With this kit, devs can get started making apps run natively on macOS and Apple Silicon. However, the hardware is not all Apple has included to help with the process.
During WWDC, developers could attend virtual sessions or discuss issues with engineers within the forums and the Apple Developer app. Apple also provided day-one documentation on developing and testing Universal apps.
Any app built for iOS or iPadOS will run natively on the Apple Silicon Mac as well.
On macOS Big Sur, there are multiple applications built just for the transition. Apple called out three specific ones– Universal 2, Rosetta 2, and Virtualization.
Universal 2 is a universal binary that works on Intel and Apple Silicon-based Macs. With the same binary developers can make apps that work on both platforms.
Third-party developers like Microsoft and Adobe have already begun building apps to work on the new chipset. The WWDC demo showed the new apps running easily even while editing 4K video live.
As Rosetta allowed PowerPC apps to run on Intel Macs, Rosetta 2 is fulfilling the same role to allow Intel apps to run on the new architecture.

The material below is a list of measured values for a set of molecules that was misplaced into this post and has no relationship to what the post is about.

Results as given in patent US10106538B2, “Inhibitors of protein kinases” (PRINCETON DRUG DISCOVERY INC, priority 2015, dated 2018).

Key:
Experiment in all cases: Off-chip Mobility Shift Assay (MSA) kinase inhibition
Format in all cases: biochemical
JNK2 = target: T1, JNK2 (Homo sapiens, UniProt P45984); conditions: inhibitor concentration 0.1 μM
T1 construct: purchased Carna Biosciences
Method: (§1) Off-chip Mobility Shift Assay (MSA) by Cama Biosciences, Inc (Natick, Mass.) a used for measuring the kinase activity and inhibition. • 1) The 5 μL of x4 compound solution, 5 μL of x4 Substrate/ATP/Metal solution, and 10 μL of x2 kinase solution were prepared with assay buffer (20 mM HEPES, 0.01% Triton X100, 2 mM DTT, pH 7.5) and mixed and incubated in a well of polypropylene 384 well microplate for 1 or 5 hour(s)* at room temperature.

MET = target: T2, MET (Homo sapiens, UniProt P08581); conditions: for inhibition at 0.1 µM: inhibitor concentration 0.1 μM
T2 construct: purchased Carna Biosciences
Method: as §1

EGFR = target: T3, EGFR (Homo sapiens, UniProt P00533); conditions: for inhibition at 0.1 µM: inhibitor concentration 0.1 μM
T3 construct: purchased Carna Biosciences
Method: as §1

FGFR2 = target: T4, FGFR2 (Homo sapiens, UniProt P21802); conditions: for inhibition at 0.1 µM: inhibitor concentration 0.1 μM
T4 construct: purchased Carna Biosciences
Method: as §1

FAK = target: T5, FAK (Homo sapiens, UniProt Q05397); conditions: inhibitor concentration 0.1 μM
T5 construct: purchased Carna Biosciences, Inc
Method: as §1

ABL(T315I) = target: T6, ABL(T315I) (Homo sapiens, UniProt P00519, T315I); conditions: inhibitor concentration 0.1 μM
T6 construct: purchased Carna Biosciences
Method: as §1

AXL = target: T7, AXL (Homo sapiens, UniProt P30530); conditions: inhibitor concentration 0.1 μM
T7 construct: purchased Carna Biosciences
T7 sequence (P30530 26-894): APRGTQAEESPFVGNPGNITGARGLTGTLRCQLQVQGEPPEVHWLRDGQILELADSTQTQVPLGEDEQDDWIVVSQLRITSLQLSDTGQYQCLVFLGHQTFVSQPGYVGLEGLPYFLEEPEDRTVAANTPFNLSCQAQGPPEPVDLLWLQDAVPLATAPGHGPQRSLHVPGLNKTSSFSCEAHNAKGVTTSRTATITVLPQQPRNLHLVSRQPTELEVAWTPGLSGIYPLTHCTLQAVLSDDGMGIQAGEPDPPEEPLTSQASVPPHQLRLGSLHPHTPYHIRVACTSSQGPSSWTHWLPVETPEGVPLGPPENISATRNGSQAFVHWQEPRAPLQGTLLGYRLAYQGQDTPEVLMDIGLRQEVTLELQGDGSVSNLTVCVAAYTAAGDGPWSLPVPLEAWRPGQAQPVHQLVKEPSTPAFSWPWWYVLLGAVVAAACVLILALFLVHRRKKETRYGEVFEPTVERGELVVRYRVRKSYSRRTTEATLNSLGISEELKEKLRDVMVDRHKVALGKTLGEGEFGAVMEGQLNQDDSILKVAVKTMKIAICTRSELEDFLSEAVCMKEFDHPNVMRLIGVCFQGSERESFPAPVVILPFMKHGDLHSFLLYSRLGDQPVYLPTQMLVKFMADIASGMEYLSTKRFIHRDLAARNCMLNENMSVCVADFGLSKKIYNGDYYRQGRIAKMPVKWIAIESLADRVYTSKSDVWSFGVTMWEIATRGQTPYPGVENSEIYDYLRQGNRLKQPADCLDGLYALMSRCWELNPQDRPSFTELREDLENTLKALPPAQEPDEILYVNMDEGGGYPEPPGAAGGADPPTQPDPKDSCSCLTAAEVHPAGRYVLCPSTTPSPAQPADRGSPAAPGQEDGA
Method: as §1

Instead of a "just in time" (JIT) process that the original Rosetta used, Rosetta 2 does the heavy lifting on installation with the translation of the code, front-loading the processing load. Code in third-party browsers executing Java and similar other technologies are still using JIT technologies for execution.
As demonstrated at WWDC, Rosetta 2 is powerful enough to run some games built for Intel without major issues.
Virtualization software will also run on Apple Silicon Macs, but the extent of what and how is not fully known yet. Apple has demonstrated Linux use through virtualization apps like Parallels desktop.
Users who need Windows on their Mac may be left out of the transition, as Apple made no mention of the platform during the presentation nor BootCamp.
Apple mentioned that other platforms like Docker will also work on Apple Silicon and devs will be able to take full advantage of the software.
Apple Silicon Benchmarked
Apple A-series chips have powered iPhone and iPad since the iPhone 4, and the most recent generations have proven to be as powerful as consumer laptops running Intel. While these are designed to be mobile first with battery life as the primary concern, they still pack a punch.